Twins Have Thrown New Light on Roof for the All-Star Game

Associated Press

The Hubert H. Humphrey Metrodome, site of Tuesday’s All-Star Game, is sporting more than $200,000 in improvements--changes officials hope will stem complaints that the stadium is unfit for major league baseball.

Most of the grievances centered on the lights used to illuminate the cavernous Metrodome ceiling, a Teflon-coated roof weighing more 340 tons.

Players said the ball almost was impossible to track as it sailed across alternating light and dark patches. Television camera crews had the same problem.


In May, after the Yankees lost to the Minnesota Twins at the Metrodome, New York played the next game under protest, citing the lighting and saying the 3-year-old stadium “was not up to major league standards.”

“What takes place in the Metrodome is not a ballgame. It is a circus,” Yankees owner George Steinbrenner said at the time.

Since then, 47 new lights have been installed at a cost of $100,000, said Jerry Bell, director of the Metropolitan Sports Facilities Commission.

“We don’t think people lose the ball anymore indoors than in the sun, but when people come indoors, they expect it to be perfect, I guess,” said Bell.

Twins outfielder Tom Brunansky, who had complained about not being able to see the ball, thinks the added lights are a definite improvement.

Now, he said, that problem “has pretty well been eliminated.”

But there were other annoyances, like the warning track.

Players said it was hard to distinguish the track from the Super Turf playing surface, and that it became slippery from the frequent washings it needed.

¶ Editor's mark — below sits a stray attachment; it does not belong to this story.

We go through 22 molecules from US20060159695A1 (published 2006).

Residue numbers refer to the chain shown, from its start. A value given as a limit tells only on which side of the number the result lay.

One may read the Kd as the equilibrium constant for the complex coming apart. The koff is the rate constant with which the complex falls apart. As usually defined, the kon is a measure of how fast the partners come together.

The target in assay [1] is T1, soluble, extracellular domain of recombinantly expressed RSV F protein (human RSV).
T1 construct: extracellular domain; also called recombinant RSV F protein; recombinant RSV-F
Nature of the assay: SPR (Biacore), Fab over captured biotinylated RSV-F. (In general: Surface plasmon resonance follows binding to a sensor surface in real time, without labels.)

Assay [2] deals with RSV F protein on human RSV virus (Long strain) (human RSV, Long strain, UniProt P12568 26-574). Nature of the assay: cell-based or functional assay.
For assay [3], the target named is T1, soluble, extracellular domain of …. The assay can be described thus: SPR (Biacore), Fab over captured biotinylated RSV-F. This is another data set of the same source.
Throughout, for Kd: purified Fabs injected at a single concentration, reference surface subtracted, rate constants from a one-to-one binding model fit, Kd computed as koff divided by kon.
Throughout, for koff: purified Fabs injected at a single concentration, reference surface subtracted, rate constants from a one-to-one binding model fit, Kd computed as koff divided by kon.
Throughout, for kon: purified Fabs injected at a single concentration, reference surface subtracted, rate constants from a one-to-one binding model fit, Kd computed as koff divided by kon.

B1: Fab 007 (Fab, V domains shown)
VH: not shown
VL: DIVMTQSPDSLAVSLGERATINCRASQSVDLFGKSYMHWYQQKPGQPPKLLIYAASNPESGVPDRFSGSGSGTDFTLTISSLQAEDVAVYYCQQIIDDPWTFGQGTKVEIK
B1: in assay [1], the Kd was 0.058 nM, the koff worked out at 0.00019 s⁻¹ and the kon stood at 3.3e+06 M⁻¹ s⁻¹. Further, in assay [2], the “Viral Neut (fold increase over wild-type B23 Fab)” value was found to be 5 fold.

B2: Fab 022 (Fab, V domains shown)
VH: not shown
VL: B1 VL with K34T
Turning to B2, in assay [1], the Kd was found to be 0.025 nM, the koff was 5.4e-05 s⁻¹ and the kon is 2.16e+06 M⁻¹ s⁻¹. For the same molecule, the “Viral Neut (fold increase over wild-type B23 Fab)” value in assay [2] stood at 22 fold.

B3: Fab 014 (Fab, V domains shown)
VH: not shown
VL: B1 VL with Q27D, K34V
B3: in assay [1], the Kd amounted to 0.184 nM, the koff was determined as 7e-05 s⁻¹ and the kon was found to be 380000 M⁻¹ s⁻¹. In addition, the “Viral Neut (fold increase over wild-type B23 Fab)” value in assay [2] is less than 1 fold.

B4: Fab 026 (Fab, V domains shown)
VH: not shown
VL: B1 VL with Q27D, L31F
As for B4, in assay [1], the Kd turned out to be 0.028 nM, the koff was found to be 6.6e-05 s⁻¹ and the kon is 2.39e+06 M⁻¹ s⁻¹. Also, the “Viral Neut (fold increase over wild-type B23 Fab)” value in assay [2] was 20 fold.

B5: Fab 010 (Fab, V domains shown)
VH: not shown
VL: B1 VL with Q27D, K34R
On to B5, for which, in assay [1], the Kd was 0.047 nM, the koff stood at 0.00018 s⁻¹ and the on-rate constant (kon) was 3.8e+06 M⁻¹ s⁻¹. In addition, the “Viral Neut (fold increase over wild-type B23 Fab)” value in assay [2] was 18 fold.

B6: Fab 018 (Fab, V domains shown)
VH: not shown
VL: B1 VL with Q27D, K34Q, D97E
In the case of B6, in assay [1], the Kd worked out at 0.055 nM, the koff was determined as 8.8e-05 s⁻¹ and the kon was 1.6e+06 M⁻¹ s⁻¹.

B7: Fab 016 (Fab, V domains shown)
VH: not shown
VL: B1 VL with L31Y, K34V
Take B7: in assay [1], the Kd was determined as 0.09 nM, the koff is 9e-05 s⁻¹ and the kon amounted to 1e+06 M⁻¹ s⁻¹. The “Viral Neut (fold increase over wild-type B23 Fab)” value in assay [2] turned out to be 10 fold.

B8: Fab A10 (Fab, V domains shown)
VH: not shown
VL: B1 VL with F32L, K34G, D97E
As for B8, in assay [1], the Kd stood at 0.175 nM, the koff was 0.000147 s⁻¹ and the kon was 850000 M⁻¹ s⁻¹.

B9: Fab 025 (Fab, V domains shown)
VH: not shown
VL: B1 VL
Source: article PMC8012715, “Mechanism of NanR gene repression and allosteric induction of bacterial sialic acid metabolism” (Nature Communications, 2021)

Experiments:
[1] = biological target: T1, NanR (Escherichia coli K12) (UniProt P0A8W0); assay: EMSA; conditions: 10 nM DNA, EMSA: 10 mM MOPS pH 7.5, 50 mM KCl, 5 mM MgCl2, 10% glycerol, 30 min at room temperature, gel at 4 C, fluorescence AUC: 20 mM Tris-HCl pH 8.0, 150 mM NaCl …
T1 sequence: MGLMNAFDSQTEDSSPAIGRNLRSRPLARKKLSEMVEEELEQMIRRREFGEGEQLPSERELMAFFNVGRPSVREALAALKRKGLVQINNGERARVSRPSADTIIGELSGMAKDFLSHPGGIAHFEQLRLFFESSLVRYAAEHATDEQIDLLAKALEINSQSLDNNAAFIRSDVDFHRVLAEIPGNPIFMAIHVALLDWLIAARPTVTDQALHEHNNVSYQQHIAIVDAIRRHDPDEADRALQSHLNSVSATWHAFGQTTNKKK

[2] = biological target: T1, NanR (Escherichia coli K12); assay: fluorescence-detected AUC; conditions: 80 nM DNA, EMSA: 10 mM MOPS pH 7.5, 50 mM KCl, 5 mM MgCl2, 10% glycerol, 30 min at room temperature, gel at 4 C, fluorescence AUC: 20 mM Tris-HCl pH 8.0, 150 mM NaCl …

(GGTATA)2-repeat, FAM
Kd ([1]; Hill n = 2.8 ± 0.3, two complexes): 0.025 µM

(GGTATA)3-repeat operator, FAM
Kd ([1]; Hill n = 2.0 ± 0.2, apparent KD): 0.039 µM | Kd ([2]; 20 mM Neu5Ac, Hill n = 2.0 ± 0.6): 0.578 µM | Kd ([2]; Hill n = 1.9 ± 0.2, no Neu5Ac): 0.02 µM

The new one the commission installed, at a cost of $100,000, should eliminate the problem. This warning track is the same color as the infield dirt and is made of a synthetic abrasive substance for better traction and more cushion, Bell said.

For the All-Star Game itself, 300 extra seats are being installed along the first-and third-base lines of the stadium, which has an overall capacity of 55,122. New work areas are being added for the estimated 400 to 500 journalists expected to cover the event.

One improvement was completed before the season started--raising the outfield walls from 13 feet to 23 feet. Bell said the change was made at the request of the Twins, who felt too many visiting teams were hitting home runs.

Twins owner Carl Pohlad said he knows the improvements won’t satisfy baseball purists who believe the game should only be played outdoors.

But he argues: “When you live up in Minneapolis, 20 to 25% of the games were either rained out or played in inclement weather, and you didn’t draw a crowd because of the weather. It certainly justifies a dome here.”

Pohlad defends the Metrodome, located just east of downtown Minneapolis, as being worthy to have a major league team call it home.

"(New York Yankees Manager) Billy Martin and George Steinbrenner might not agree, but that’s only because they lost the game,” Pohlad said. “If they (had) won, you wouldn’t have heard a thing out of them. I got a kick out of it.”

Bell said the dome “provides this metropolitan area with a stadium they can rely on.”

“In terms of Minnesota baseball, the dome has been a tremendous success,” he said.